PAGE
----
Something magical happened in 2002 — something with the power to change mainstream music forever. It was a time characterized by bleach-blond hair, scantily clad women and provocative lyrics, as Christina Aguilera and Britney Spears ruled the charts with singles like “Dirrty” and “I’m a Slave 4 U.” Nothing was too over-the-top or erotic for the pop scene, a pop scene with leading artists who wore their sexual appetites as proudly as their leather pants.

Avril Lavigne

Goodbye Lullaby
RCA

That is, until Avril Lavigne’s arrival. With her messy hair, unconventional eye makeup and too-cool-for-school attitude, she ignited radio culture with the desire to be different. Her album Let Go, drenched in guitar riffs and angst, drew in 13-year-olds everywhere to the mystical alternative America. We wanted to be sk8er bois and date rock stars in lieu of dancing ballet. We wanted to wear men’s ties in our belt loops. We even felt a sense of superiority when we didn’t hang out with the popular kids at lunch — and if any of our friends did, we were entitled to label them “sellouts.” Avril Lavigne was our anti-establishment Barbie, making “uncool” the new “cool” in a nation that once drooled over mini-skirts and platforms.

Now, nine years after she began her campaign against “preppy clothes” and social conventions, the artist is trading in her baggy jeans for a style more typical of pop. Her newest album, Goodbye Lullaby, packs enough romance, sentiments and corny lyrics to nourish a Taylor Swift song — a far cry from the pop-punk princess image she tried to carve for herself in the past.

With sugary-sweet tracks like “I Love You,” it’s hard to believe the artist behind Goodbye Lullaby once encouraged us to wear Chuck Taylors and clothing embossed with chains. The song, like most of the album, moves slowly and tenderly with acoustic guitar and soft vocals. It’s a warm, personal ballad and is complete with equally gooey lyrics: She includes fluffy “La la la’s,” a list of the reasons she loves her boyfriend and a four-minute plea for him to always be next to her. Though the poppy romance style in “I Love You” is atypical of Lavigne, each corny line sounds genuine. Even the revoltingly affectionate “reason I love you is you” refrain is convincing — impressive from an artist once known for teaming up with Missy Elliot and chasing after another girl’s boyfriend.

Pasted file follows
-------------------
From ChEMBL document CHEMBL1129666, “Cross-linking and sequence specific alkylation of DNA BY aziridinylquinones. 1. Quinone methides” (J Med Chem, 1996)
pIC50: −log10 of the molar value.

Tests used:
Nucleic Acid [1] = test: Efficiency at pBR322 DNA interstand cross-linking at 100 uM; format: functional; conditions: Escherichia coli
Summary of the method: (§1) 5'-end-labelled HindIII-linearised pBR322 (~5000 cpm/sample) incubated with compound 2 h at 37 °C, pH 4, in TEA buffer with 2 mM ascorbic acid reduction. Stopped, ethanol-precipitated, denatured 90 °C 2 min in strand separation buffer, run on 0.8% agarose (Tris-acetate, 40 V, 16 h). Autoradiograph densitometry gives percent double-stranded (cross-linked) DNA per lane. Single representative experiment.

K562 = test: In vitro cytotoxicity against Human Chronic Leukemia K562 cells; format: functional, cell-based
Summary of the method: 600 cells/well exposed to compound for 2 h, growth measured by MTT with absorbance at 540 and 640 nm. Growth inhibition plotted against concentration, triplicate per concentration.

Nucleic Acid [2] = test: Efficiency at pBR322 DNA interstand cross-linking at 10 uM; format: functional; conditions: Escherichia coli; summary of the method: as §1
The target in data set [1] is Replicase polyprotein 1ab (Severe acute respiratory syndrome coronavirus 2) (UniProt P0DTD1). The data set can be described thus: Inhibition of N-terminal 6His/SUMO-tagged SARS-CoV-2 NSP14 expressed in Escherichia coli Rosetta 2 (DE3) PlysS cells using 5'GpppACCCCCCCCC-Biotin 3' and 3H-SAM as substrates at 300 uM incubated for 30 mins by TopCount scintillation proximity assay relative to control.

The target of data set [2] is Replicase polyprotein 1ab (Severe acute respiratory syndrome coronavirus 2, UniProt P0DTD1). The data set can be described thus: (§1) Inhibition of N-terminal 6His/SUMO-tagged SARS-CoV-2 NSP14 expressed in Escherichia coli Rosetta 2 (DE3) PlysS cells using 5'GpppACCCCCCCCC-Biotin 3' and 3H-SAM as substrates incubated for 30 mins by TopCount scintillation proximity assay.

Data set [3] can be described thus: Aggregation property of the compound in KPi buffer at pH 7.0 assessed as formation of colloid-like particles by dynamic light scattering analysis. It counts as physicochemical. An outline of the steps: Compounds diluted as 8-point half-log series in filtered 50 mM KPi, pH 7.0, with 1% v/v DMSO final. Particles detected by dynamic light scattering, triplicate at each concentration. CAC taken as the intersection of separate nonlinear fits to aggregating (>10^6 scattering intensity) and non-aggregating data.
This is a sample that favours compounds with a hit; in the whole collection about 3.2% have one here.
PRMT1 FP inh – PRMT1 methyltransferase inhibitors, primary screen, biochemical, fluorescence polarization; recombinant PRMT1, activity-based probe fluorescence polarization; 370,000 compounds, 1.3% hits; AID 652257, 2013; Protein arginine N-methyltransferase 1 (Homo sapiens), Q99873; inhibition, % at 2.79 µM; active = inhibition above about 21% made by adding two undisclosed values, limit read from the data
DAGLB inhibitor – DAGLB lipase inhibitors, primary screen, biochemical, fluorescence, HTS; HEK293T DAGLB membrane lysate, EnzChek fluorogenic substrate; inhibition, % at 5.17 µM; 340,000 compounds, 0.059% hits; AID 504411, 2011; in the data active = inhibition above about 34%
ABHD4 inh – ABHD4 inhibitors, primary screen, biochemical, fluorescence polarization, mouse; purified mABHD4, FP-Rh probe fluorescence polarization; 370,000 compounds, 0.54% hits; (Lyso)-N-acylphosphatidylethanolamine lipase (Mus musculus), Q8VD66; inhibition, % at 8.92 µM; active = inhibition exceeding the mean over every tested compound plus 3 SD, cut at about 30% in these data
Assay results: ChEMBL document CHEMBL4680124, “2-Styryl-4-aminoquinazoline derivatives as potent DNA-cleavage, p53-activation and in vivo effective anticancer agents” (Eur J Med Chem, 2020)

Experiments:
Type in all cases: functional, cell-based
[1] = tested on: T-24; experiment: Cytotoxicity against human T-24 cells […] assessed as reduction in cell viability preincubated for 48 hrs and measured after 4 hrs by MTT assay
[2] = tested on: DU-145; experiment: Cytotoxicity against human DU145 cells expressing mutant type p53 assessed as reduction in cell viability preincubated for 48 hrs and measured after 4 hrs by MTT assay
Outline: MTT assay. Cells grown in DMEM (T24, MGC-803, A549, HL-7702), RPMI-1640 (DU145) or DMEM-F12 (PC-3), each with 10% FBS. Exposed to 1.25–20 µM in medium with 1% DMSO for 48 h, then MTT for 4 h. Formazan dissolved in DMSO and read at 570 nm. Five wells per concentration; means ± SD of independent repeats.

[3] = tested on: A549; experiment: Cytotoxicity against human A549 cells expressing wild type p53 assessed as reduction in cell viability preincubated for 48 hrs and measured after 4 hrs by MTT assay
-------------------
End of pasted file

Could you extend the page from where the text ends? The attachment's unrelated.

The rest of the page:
That’s not to say that Goodbye Lullaby doesn’t contain traces of Avril’s former defiant side. Her attempts to hang onto her past image are clear in songs like “Smile,” which bounces with percussion and a faster pace. Even with its spunky sound, however, the track’s tough-girl attitude feels forced and feeble. The “edgy” vibe is immediately offset by the song’s generic lyrics, featuring cringe-worthy lines like, “You know that I’m a crazy bitch,” and, “I do what I want when I feel like it.” The track just doesn’t sound believable or natural on the album — especially when surrounded by songs with titles like “Darlin” and “Wish You Were Here.”

Preteens of this decade may need to look to violent video games and R-rated movies for their serving of nonconformity, because Goodbye Lullaby doesn’t deliver the same punch as past Avril Lavigne work. Instead, the album reveals a sentimental side of the artist — one that was covered in layers of eyeliner years ago. The album sounds natural in its vulnerability and sappiness, which poses a devastating question for Let Go fans: Was the sk8er girl we worshiped in middle school really as tough as we thought?

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